Community’s Loss of Hospital Stirs Fresh Debate Over Indian Health Service

The Indian Health Service had a problem.

Fed up with substandard care, one of the two pueblos whose federal funding helped support the health service’s Acoma-Cañoncito-Laguna hospital in Acoma Pueblo, N.M., decided to take its share of the hospital’s budget and start its own independently run clinic. But doing so left the I.H.S. short of money for the hospital.

In effect, the health service was caught between the desire of one constituency to take control of its own health care and the need of another to keep a well-established hospital operating. In the end, it slashed services at the hospital in November, closing its inpatient critical care unit, women’s services and emergency room.

Of 135 full-time employees, 76 would be cut. A hospital that had been in operation since the mid-1970s and was serving 9,100 mostly poor tribal citizens would be reduced to only providing primary care on weekdays and only until 4:30 p.m., according to a document obtained by The New York Times. Urgent care services had been offered all week from 8 a.m. to 10 p.m. since the closing of the emergency room, but starting Thursday, such services were available 24 hours a day.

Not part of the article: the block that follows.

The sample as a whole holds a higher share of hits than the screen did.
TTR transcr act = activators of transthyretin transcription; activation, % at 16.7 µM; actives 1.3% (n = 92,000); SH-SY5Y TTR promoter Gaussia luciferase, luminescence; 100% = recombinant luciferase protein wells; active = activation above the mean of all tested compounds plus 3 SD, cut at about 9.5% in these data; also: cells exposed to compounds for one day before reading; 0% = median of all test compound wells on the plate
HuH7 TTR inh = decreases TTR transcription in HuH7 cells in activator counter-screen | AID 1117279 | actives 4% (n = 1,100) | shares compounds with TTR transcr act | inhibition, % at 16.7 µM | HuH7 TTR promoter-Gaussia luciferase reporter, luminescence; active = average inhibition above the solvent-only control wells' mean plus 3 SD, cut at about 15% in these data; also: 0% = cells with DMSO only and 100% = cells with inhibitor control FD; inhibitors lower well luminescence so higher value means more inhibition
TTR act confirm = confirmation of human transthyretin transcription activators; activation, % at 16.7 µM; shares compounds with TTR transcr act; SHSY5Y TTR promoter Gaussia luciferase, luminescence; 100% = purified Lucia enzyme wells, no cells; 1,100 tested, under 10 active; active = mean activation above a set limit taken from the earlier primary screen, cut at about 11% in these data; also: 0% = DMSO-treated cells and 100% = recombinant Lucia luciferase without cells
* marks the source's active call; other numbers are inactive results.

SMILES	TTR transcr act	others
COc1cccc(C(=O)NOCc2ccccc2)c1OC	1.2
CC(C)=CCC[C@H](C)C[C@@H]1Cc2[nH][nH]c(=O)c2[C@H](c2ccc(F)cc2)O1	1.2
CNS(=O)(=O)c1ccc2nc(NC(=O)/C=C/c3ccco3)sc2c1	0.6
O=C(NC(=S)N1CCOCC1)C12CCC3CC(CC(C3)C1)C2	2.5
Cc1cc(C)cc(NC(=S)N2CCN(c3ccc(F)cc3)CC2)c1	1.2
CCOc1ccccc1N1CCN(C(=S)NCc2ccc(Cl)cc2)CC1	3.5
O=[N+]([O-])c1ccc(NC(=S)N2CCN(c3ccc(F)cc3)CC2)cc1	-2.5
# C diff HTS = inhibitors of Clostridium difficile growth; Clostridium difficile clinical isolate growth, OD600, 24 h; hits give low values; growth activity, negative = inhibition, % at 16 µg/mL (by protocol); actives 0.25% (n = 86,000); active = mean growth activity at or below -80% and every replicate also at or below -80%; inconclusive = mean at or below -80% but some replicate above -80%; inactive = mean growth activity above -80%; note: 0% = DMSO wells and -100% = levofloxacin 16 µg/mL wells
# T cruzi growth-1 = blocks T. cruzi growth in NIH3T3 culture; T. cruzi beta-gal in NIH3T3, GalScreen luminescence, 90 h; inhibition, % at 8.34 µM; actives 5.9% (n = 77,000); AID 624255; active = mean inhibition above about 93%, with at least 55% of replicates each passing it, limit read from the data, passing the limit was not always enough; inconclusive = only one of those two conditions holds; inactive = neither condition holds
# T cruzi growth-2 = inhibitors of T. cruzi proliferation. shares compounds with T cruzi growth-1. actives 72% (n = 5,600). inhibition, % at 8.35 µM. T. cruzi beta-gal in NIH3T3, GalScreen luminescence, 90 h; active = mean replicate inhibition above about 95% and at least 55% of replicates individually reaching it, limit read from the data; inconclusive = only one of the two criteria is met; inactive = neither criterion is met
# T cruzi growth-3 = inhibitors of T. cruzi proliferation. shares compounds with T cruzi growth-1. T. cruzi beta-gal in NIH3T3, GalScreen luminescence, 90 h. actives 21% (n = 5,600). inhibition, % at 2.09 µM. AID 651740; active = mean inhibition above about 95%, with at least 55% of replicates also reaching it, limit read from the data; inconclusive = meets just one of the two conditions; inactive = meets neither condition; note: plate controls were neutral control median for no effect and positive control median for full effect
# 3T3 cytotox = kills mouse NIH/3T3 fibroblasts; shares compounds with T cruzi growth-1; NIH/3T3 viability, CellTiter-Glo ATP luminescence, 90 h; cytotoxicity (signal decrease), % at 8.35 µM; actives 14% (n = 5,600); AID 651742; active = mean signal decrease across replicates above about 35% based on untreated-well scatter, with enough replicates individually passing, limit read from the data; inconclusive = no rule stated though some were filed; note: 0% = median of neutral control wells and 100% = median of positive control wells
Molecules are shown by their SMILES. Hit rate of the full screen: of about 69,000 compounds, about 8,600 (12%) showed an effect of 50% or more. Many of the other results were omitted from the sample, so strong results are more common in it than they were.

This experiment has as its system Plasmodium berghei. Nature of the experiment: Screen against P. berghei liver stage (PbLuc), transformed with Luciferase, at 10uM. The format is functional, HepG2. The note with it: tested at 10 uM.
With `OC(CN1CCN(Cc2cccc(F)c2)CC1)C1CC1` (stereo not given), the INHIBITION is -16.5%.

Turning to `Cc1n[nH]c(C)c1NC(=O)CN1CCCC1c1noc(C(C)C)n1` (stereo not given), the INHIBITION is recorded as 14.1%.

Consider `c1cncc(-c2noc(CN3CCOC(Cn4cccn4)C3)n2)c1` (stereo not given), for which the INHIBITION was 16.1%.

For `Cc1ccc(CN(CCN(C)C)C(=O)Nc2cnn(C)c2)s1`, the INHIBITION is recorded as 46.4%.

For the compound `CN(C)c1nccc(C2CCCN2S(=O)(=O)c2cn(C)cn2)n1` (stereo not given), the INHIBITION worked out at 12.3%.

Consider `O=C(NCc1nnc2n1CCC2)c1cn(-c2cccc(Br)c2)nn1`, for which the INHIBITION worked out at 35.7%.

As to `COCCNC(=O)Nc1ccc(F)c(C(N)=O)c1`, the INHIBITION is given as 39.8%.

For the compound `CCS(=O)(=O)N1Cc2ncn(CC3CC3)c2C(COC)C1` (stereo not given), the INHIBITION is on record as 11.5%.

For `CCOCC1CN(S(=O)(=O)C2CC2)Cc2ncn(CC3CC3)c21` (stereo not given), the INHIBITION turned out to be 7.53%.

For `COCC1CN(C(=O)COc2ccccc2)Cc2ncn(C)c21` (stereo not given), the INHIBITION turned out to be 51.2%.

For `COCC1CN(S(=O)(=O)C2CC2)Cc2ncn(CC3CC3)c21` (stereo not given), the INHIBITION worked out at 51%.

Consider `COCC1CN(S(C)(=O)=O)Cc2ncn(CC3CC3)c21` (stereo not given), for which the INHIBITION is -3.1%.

The I.H.S. said it did not start the sequence of events that resulted in the cutbacks. But the changes nonetheless affect two tribes lacking full access to health care in the middle of a pandemic. And critics of the service said it fit into a larger pattern of managerial and financial problems that have focused new attention on its ability to deliver adequate care to some of the nation’s most vulnerable populations.

The hospital, 60 miles west of Albuquerque, has served three tribes, and the two that remain reliant on it say they were blindsided by the decision and felt abandoned by the federal government during an acute public health crisis. Members of Congress — notably Representative Deb Haaland, Democrat of New Mexico and President-elect Joseph R. Biden Jr.’s choice to be interior secretary — say they intend to investigate.

The Acoma-Cañoncito-Laguna hospital is federally funded, and federal law requires a year’s advance notice to Congress before closing one of these facilities. The agency says it did not notify Congress about the hospital changes because it was only a reduction of services.

The closing of the hospital facilities comes as coronavirus cases rise across the state and hospital beds dwindle, forcing the leader of one of the tribes served by the hospital, Gov. Brian D. Vallo of the Pueblo of Acoma, to declare a state of emergency.

“Their facility, the A.C.L. hospital, is turning away patients and telling them to sit in their cars and call the local E.M.S. to transport them to Albuquerque if they can’t drive themselves,” Mr. Vallo said.